You know what? I’m scared. I’m scared of what is happening in the world right now because it’s crazy and reminding me of every dystopian novel I have ever read and those stories never turned out so well for the people in it.
Almost every day there is a mass shooting in the US or a terrorist attack somewhere else. I’ve lost track of them by now and even if it is the wrong thing, I’m not even actively following those events anymore because my heart can’t deal with them. It’s a tactic I’ve learned to apply early in life; self preservation.
It’s not good though since it means going numb.
I’m scared that after 70 years or peace in the european union the right wing nut jobs are again gaining strength. Is 70 years enough time to forget about the outcome of WW2? How can people so easily forget that? The path we’re currently on seems rather destructive and it isn’t just one nation. It’s everywhere.
All over Europe extremist political groups are gaining followers. Erdogan in Turkey is letting his dictatorship shine through his pseudo democracy more and more every day. Then there’s Syria. Israel. Africa. And finally, the current election cycle in the US. I still have hope that Trump won’t get anywhere near the White House but until November we won’t know for sure and there is still the possibility that despite me hoping he will suddenly and miraculously disintegrate into thin air, he could theoretically become the next President of the United States.
Never in my albeit rather short life on this earth have I felt more like the world is coming apart at its seams. Not even in the 9/11 aftermath.
And I feel helpless. (Cue to me singing Helpless cause I’m #Hamiltrash.) I don’t really know what to do with this fear. Where will this end? And how?
Everything seems to get more radical. More extreme. There’s no middle ground anymore.
And I don’t know what to do with this. Nobody seems to know.
‘An Epilogue of Innocence’ is a collection of short stories. I received this as an ARC through Tim directly, as I am a long time follower of his blog where he originally published some of the stories.
It took me a while to write this review because of real-life troubles as well as having mixed feelings about the collection. There are some stories I enjoyed, mainly Soma which I already knew and liked before it was put into this book. I do think Tim’s style works really well for this story. And there is a short drabble about a first day, the name of the story eludes me right now, but it made me smile.
With most of the other stories I struggled, mainly with style because it was a lot of tell and I understand that short stories can follow somewhat different rules than say, a novel. Still, the stories could have used more time to breathe, more space in general and you get that by actually showing what is happening instead of explaining what is happening. I know from my own experience, that is difficult to do but it can and should be done.
Another thing I struggled with was the queer sociopathic character in the biggest story. I knew what was coming because it was one of Tim’s previously published stories on his blog and I really did like the beginning but not the end of it. It just didn’t sit right with me.
I finished this story collection about a week ago and still don’t really know where to put it. But hey, the cover is really nice. I did that very much.
I am SO angry right now which is why I have to blog about it before I can go to sleep because I know it would just keep me up way past my bedtime if I don’t get this out. So, I watched a video on Facebook suggesting that schools need to get (back?) into the teaching of basic life skills such as cooking, financial planning, changing tires etc. because kids these days don’t know how to do them.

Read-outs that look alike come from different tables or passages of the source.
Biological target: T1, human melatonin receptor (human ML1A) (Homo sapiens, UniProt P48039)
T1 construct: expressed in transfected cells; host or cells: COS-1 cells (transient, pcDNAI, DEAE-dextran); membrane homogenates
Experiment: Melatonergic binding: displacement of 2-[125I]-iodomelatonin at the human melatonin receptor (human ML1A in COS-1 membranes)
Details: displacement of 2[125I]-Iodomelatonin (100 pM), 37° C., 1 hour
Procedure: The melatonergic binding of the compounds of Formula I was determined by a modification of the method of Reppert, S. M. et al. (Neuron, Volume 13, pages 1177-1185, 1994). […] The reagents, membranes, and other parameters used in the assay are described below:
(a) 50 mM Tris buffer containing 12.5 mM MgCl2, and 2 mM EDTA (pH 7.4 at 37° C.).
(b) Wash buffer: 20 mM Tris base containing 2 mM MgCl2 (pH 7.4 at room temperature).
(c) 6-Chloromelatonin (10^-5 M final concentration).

This makes me angry because basic life skills are not for schools to teach; it’s what parents are for. Guess what? I had a mother and grandmother who taught me how to handle money and financials, how to cook, bake, clean. I learned how to use power tools more or less by myself and I had a friend show me how to change tires though I also could have looked that up on the internet. There’s a goddamn Youtube video or blog post or internet forum for EVERYTHING!
Schools teach you how to write, how to do math, speak a foreign language, show you what the universe is made of, teach you how to structure a point-counterpoint argument and while it seems senseless to being able to analyse a poem in three different languages (and I claimed this as a pupil as well) it does have its merits. At 18 I couldn’t imagine I would spend a lot of time writing on the internet. And while my understanding about plant cells isn’t something I can use in my daily life, just knowing that I know it makes me happy. Plus, you never know when you might need the knowledge. Also, also the things we learn in school once we’ve upgraded from learning how to write and multiply 5×3, it’s about methods, logical thinking and certain structures that are universal.
Maybe I’m wired differently though. Schools should teach you to aim higher and inspire you. I understand they fail a lot of people at that because of untrained teachers and the lot but how can they succeed at it when we drop basic life skills onto their plates as well as everything else? Aren’t there enough things kids need to learn in school these days? Is it really so ludicrous to suggest parents teach their kids how to make their beds, boil water, clean their clothes and be decent human beings? I really don’t think so.
And maybe, if the conservatives wouldn’t spend so much time using their family values argument to discriminate against LGBTQ+ people and foreigners, and instead would promote actual family values, young people would be better prepared for their lives. Just a thought though. We all could benefit from a promotion of those kind of values instead of spreading hate and bigotry.
Do I feel better now that I wrote this all down? I do! I do! I do! I do! I do!